• Produce resources to assist with improving patient experience (revisit Let's PLAN for better care, patient stories in disability and primary care settings)
  • Follow up on the interventions put in place by services to respond to the lower-scoring areas of the adult inpatient experience survey as well as promote interventions already developed.
  • Work with primary care to understand consumer representation across services, to contextualise primary care experience. 
  • Run a co-design programme with regional cancer services focusing on cancer equity.
  • Facilitate opportunities for Commission consumer representatives to meet and learn from one another. 
  • Plan an Open Forum for the following year.
  • Support the consumer advisory group to the board.
  • Support and develop the consumer network. 
  • Follow up on the adoption of the 'train-the-trainer' resources, developed to build the capability of consumers in the health and disability sector. 
  • Launch a resource to assist primary care to progress consumer engagement.
Examples of activities for 2018/19:
  • Developing a measurement for consumer engagement at the DHB level.
  • Understanding and responding to patient experience from an equity perspective.
  • Providing resources to assist with improving patient experience.
 
  • Continue to champion the involvement of consumers and the ‘Partners in Care’ approach including:
    • consumer representation at DHB-level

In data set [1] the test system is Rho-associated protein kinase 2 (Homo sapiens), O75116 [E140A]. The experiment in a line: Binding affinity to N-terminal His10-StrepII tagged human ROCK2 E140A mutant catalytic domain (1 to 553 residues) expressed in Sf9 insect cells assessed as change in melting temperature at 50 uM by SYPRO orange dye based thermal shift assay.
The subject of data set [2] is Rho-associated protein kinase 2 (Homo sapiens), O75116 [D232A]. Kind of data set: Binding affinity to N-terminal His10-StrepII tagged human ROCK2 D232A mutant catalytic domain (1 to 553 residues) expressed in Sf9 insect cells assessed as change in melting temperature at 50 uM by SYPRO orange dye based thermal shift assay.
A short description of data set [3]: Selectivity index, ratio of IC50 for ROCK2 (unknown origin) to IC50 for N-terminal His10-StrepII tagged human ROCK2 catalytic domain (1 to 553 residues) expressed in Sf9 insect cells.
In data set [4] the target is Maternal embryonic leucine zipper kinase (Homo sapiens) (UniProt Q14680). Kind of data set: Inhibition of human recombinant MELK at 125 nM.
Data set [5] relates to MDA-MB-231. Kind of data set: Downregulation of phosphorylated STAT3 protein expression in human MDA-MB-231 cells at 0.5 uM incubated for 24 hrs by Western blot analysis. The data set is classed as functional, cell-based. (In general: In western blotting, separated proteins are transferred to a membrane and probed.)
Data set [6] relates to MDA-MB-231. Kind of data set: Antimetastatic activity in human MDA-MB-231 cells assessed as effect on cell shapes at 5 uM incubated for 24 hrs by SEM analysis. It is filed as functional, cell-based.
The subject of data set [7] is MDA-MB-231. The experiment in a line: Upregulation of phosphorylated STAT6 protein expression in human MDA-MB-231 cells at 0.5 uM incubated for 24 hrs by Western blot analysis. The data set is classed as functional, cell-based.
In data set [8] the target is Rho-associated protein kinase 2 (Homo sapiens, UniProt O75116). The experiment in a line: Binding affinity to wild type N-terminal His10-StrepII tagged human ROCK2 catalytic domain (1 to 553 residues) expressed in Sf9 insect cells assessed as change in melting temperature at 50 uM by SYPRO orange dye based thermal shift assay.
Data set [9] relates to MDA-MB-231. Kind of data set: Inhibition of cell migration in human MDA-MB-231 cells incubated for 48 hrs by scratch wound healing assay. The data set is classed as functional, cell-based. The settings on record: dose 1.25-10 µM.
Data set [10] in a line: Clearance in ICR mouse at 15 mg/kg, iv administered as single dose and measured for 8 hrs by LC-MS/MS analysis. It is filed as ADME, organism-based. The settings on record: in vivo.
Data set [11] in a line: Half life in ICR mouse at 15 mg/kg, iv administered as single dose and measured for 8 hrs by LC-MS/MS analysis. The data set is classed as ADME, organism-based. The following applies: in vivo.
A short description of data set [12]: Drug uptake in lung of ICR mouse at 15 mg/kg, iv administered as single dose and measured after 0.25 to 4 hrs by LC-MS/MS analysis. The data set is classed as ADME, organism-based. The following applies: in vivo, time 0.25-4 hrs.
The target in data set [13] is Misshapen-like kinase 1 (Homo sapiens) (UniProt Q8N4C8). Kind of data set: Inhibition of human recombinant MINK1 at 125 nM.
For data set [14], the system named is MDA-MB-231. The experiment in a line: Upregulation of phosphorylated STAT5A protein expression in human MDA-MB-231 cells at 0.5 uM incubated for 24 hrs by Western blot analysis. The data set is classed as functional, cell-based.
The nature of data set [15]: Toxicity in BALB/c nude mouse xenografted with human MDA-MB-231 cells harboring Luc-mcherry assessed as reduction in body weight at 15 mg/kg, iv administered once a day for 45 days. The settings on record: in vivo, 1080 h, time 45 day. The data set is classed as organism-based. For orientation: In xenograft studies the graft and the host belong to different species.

• co-design with health service providers
    • liaising with Te Roopu Māori.
 
  • Building the capability of consumers to effectively work in partnership through a ‘train the trainers’ regional approach (with resources developed by the Commission).
  • Updating the ‘DHB guide’ to make it relevant for other health and disability providers as well.
Examples of activities for 2017/18:
  • Developing a measurement for consumer engagement at the DHB level (in progress).
  • Continuing to respond to the lower scoring areas of the adult inpatient surveys (eg, medication, family/whanāu involvement) by developing small-scale quality improvement initiatives such as:
    • ‘always knowing who to contact’ (Canterbury DHB)
    • enhanced listening events (Waitemata DHB)
    • patient-focused discharge summaries (Northland DHB)
    • home safe checklist (Waikato DHB)
    • follow-up medication phone calls (Nelson-Marlborough DHB).
  • Refining and implementing the 'always event toolkit which was piloted in 2016–17.
  • Promoting consumer representation at the DHB level.

  • Hosted a two-day national forum focussed on consumers in March 2018, with over 250 participants (read the post-forum summary).

  • Supporting co-design in DHBs through the co-design Partners in Care programme; this year’s programme included six co-design projects.

  • Supporting initiatives such as the development of consumer councils.
  • Looking at developing resources to help emerging programmes.

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Last updated 19/07/2019